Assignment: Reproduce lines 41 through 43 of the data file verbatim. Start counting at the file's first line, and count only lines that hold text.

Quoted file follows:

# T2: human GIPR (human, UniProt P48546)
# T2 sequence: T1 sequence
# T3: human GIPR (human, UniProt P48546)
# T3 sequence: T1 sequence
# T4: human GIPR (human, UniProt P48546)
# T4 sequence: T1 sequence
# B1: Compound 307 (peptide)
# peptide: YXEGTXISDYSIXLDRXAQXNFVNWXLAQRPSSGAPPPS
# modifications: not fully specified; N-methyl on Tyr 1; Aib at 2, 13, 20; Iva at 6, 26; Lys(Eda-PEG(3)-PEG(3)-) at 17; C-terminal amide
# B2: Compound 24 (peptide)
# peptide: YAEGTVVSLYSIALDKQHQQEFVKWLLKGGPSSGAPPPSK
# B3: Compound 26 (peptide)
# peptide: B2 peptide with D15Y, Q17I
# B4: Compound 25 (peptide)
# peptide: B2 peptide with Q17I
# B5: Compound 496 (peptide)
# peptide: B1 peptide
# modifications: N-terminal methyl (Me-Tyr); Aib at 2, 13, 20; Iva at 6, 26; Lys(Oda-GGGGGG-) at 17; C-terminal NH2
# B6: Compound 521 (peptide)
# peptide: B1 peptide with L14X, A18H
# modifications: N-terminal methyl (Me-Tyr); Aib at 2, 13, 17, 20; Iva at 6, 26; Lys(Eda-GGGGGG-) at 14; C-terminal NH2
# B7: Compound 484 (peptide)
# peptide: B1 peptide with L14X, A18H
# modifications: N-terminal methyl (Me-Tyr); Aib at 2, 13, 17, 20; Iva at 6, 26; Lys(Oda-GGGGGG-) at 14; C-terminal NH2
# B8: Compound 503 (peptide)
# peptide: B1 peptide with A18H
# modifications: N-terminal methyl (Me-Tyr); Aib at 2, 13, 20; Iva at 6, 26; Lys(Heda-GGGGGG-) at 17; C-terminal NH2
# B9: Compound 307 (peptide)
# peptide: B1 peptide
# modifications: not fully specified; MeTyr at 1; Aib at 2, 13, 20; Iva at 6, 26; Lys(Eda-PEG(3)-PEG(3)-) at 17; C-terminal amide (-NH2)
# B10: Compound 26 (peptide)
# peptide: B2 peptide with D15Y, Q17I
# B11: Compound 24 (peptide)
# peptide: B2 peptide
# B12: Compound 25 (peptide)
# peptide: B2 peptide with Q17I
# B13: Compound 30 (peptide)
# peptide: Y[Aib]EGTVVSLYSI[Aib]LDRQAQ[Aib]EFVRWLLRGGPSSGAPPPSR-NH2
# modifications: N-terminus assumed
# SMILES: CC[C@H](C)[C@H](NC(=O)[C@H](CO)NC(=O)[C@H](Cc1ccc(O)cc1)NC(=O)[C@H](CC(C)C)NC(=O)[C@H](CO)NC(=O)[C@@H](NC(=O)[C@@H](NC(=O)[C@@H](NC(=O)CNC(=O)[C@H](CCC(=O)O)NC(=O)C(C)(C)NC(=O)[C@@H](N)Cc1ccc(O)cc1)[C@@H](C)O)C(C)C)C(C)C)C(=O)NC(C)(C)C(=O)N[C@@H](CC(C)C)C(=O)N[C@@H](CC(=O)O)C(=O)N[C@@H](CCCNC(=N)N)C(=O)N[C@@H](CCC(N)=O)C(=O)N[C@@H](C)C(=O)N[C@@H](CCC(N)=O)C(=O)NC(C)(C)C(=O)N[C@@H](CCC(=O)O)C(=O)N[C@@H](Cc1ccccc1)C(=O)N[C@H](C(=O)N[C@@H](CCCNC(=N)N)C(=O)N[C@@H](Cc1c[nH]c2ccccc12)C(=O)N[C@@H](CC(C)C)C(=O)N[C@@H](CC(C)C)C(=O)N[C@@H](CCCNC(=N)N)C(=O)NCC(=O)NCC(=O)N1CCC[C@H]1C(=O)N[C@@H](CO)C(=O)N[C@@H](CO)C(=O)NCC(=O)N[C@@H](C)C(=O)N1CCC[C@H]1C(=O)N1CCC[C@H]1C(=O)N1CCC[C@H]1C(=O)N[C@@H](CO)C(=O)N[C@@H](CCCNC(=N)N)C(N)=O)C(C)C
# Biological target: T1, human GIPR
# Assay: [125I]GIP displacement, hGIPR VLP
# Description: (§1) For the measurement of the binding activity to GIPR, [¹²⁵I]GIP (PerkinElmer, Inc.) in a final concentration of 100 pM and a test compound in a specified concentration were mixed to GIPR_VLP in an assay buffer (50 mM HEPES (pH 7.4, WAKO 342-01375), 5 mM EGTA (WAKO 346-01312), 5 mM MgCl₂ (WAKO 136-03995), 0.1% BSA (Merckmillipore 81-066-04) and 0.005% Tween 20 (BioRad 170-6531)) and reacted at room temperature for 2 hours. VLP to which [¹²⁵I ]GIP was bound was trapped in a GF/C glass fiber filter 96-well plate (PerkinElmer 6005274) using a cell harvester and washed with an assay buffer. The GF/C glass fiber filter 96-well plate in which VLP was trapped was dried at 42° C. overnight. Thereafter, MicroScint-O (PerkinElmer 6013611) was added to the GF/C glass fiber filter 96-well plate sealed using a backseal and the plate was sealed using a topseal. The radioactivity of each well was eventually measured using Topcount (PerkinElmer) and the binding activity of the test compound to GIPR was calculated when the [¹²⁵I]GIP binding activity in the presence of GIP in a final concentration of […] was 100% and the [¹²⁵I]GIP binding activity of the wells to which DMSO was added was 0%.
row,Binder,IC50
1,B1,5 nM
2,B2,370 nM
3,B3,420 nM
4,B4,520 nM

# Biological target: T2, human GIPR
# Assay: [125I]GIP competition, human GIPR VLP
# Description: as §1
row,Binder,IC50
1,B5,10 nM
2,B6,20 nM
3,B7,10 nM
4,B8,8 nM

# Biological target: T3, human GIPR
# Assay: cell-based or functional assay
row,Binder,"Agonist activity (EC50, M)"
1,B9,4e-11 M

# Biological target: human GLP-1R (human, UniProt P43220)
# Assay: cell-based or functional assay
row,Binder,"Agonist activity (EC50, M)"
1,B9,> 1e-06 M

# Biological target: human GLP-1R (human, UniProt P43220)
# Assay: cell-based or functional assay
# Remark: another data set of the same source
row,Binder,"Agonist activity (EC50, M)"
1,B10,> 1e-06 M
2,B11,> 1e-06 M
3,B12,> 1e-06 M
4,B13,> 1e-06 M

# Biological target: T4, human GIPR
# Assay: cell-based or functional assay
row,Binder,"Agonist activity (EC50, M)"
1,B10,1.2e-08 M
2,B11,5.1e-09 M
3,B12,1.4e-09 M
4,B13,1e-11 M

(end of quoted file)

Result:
# Biological target: T1, human GIPR
# Assay: [125I]GIP displacement, hGIPR VLP
# Description: (§1) For the measurement of the binding activity to GIPR, [¹²⁵I]GIP (PerkinElmer, Inc.) in a final concentration of 100 pM and a test compound in a specified concentration were mixed to GIPR_VLP in an assay buffer (50 mM HEPES (pH 7.4, WAKO 342-01375), 5 mM EGTA (WAKO 346-01312), 5 mM MgCl₂ (WAKO 136-03995), 0.1% BSA (Merckmillipore 81-066-04) and 0.005% Tween 20 (BioRad 170-6531)) and reacted at room temperature for 2 hours. VLP to which [¹²⁵I ]GIP was bound was trapped in a GF/C glass fiber filter 96-well plate (PerkinElmer 6005274) using a cell harvester and washed with an assay buffer. The GF/C glass fiber filter 96-well plate in which VLP was trapped was dried at 42° C. overnight. Thereafter, MicroScint-O (PerkinElmer 6013611) was added to the GF/C glass fiber filter 96-well plate sealed using a backseal and the plate was sealed using a topseal. The radioactivity of each well was eventually measured using Topcount (PerkinElmer) and the binding activity of the test compound to GIPR was calculated when the [¹²⁵I]GIP binding activity in the presence of GIP in a final concentration of […] was 100% and the [¹²⁵I]GIP binding activity of the wells to which DMSO was added was 0%.